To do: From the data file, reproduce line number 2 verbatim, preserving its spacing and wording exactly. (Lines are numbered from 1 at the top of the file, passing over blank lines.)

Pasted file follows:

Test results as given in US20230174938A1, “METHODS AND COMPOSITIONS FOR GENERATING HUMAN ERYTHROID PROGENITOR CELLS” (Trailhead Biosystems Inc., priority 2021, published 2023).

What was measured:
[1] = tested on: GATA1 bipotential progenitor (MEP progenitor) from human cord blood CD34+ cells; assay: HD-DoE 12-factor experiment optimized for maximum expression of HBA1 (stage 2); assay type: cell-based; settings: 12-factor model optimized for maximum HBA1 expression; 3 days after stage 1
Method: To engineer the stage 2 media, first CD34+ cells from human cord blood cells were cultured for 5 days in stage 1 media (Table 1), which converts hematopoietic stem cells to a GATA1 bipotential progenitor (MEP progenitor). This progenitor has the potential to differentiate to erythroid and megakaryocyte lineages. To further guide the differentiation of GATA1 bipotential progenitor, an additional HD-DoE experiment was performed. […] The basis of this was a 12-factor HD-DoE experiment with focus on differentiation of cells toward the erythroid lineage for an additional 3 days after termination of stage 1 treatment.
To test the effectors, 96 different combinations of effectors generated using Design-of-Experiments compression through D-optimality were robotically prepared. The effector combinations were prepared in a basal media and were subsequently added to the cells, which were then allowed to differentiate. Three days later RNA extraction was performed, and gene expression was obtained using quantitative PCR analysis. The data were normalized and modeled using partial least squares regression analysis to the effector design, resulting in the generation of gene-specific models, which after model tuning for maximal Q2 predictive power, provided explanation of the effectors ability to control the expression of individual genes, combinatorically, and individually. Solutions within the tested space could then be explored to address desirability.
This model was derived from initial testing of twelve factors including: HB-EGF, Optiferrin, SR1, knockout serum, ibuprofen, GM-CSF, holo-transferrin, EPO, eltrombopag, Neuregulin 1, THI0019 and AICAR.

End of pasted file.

What was measured: